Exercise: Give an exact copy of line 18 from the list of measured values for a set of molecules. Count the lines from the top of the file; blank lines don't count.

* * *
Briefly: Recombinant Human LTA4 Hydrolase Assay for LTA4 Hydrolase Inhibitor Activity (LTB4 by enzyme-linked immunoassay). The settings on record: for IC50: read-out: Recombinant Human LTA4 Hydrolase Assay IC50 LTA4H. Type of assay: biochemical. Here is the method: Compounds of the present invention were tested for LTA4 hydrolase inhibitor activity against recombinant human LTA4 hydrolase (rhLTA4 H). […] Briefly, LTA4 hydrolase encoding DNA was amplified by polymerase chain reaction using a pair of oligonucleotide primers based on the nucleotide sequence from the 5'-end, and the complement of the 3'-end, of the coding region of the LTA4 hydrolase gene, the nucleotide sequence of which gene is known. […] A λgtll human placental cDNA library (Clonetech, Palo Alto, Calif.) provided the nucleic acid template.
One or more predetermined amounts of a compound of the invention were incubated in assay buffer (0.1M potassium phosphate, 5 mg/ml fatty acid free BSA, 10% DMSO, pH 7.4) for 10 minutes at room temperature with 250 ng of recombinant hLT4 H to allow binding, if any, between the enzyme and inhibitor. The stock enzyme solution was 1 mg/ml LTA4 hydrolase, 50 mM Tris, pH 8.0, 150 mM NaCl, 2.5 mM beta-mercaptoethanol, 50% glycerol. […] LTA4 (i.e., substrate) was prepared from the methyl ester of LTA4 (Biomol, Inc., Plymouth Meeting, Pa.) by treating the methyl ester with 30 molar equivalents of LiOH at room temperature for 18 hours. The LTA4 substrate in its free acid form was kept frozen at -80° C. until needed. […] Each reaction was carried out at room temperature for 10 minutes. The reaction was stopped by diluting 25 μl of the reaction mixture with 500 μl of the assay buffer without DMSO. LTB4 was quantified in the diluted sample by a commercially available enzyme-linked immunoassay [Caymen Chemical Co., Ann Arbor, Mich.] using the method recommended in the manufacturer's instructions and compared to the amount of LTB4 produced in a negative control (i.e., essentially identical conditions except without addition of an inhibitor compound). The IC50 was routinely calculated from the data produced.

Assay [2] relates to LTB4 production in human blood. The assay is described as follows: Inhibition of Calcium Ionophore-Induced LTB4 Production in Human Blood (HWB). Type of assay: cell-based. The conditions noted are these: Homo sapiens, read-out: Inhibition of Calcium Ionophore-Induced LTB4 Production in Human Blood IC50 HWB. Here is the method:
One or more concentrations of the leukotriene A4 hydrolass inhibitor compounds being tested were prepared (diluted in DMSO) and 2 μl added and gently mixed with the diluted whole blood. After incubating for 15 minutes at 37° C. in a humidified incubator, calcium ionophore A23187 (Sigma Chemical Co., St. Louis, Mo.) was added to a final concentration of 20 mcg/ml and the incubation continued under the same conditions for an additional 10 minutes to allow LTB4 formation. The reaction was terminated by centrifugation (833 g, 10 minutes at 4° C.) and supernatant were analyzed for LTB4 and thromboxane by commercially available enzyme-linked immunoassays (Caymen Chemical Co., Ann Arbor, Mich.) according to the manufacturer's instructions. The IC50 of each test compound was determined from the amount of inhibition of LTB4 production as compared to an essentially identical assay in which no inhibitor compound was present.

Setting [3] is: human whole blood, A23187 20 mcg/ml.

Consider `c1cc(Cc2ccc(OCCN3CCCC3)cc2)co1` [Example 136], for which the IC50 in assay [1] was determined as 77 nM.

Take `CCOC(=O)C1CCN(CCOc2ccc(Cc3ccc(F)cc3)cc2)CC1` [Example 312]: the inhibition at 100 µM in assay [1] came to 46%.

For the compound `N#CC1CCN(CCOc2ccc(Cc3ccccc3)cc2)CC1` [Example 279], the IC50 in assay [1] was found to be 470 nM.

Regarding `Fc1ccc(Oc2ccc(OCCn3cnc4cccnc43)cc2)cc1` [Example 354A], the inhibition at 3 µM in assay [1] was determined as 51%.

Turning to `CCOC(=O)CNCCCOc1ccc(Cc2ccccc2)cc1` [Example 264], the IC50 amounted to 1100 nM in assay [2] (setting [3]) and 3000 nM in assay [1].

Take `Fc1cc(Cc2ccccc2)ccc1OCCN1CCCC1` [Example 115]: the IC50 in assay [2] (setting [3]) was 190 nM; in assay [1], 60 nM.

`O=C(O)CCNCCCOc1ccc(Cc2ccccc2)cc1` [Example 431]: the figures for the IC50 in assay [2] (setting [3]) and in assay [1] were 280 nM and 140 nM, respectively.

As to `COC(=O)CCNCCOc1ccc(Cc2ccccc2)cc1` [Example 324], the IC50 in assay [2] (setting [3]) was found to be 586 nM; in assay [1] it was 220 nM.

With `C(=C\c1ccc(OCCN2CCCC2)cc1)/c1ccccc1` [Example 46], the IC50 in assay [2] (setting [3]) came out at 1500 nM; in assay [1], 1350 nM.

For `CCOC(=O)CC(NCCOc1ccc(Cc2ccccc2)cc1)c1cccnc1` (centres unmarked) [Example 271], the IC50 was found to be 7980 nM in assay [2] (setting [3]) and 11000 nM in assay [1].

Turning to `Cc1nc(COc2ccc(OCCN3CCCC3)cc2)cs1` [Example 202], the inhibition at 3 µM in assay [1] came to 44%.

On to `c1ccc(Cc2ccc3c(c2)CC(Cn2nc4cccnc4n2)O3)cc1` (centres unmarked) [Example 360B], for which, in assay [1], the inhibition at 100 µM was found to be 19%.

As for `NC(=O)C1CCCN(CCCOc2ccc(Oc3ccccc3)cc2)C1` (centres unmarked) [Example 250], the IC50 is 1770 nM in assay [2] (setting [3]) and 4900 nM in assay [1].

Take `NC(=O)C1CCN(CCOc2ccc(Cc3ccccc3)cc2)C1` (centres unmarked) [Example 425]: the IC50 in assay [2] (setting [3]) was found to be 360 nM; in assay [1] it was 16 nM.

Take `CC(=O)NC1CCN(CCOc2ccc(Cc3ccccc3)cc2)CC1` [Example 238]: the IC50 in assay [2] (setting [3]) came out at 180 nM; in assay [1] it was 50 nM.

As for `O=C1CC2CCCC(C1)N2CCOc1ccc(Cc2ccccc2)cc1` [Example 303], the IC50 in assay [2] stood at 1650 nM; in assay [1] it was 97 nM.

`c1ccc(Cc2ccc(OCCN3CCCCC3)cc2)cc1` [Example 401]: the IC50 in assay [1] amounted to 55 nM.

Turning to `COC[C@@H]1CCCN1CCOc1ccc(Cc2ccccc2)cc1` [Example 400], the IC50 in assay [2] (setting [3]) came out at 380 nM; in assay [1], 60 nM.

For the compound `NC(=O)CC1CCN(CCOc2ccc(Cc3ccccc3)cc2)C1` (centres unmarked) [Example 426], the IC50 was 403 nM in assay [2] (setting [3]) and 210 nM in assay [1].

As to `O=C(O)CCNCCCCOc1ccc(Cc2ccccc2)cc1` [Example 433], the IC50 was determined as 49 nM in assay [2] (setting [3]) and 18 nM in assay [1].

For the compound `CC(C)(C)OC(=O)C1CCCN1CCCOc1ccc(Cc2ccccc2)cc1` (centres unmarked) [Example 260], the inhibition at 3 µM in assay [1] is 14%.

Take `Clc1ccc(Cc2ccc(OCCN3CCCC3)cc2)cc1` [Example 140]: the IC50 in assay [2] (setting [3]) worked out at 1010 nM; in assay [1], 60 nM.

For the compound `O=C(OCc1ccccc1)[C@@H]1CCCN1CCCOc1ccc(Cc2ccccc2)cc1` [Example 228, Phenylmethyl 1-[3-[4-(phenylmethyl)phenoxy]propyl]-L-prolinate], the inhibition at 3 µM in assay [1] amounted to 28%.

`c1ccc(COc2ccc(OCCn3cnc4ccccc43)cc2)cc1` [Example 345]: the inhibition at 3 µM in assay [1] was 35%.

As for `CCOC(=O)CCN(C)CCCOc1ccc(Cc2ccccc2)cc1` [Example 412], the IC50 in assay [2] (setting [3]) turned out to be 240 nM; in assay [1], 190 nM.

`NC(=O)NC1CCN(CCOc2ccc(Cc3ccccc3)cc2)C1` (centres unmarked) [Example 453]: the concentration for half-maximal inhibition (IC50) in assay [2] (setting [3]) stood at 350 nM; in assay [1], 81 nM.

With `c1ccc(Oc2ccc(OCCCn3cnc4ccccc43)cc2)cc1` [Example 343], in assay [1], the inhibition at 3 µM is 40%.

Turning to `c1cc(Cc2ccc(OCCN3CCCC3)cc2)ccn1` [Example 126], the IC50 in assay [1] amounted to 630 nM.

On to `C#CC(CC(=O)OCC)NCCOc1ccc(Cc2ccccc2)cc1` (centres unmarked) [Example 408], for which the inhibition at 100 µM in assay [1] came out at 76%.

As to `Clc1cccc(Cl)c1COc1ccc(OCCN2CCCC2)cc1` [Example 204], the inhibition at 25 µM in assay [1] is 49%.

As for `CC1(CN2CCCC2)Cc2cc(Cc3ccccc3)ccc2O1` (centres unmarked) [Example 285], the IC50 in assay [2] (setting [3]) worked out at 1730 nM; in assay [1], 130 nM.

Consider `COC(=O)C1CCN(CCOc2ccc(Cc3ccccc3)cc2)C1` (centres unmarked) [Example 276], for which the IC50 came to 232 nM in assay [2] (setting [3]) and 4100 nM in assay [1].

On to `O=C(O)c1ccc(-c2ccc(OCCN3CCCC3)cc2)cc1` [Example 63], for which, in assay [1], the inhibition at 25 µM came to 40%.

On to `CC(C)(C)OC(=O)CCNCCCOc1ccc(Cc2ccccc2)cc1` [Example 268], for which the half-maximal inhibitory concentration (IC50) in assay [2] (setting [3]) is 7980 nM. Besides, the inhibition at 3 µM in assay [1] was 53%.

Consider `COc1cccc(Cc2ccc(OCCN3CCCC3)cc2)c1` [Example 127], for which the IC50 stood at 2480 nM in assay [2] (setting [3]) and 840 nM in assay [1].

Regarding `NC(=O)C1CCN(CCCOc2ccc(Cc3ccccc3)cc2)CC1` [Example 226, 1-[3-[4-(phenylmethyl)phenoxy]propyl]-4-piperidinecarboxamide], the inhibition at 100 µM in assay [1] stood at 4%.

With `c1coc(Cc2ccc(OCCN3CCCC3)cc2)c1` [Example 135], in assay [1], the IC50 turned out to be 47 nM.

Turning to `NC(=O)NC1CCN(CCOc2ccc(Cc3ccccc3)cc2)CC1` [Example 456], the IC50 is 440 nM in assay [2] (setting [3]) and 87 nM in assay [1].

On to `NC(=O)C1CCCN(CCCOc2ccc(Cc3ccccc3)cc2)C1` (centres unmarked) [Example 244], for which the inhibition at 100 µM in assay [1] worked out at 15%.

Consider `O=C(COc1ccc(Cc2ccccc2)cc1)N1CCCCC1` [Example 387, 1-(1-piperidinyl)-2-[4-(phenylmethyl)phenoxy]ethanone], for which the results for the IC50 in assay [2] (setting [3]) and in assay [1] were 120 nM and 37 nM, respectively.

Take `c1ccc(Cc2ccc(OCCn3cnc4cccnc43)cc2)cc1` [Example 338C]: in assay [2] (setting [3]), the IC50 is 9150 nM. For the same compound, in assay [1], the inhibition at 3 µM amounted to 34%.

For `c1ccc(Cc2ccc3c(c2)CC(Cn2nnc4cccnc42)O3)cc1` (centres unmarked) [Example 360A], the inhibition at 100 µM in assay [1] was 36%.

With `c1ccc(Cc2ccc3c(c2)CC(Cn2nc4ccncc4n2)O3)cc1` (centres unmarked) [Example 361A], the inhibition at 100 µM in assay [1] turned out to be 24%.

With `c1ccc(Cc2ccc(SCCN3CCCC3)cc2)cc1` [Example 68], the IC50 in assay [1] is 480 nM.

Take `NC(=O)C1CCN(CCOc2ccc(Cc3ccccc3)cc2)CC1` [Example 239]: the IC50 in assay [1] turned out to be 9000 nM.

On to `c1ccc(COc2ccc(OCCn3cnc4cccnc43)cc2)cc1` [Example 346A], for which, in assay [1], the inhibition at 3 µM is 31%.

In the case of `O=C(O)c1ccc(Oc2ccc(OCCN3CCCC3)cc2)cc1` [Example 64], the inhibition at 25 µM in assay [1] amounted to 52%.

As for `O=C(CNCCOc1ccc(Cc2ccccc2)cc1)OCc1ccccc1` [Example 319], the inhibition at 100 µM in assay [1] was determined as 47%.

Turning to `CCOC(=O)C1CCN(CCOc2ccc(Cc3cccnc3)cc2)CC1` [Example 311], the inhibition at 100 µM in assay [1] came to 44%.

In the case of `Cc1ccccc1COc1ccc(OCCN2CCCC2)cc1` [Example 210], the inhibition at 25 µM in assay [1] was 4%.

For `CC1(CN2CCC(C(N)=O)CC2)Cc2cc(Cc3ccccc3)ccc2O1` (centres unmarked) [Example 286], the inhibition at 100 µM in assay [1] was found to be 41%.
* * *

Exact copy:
As for `NC(=O)C1CCCN(CCCOc2ccc(Oc3ccccc3)cc2)C1` (centres unmarked) [Example 250], the IC50 is 1770 nM in assay [2] (setting [3]) and 4900 nM in assay [1].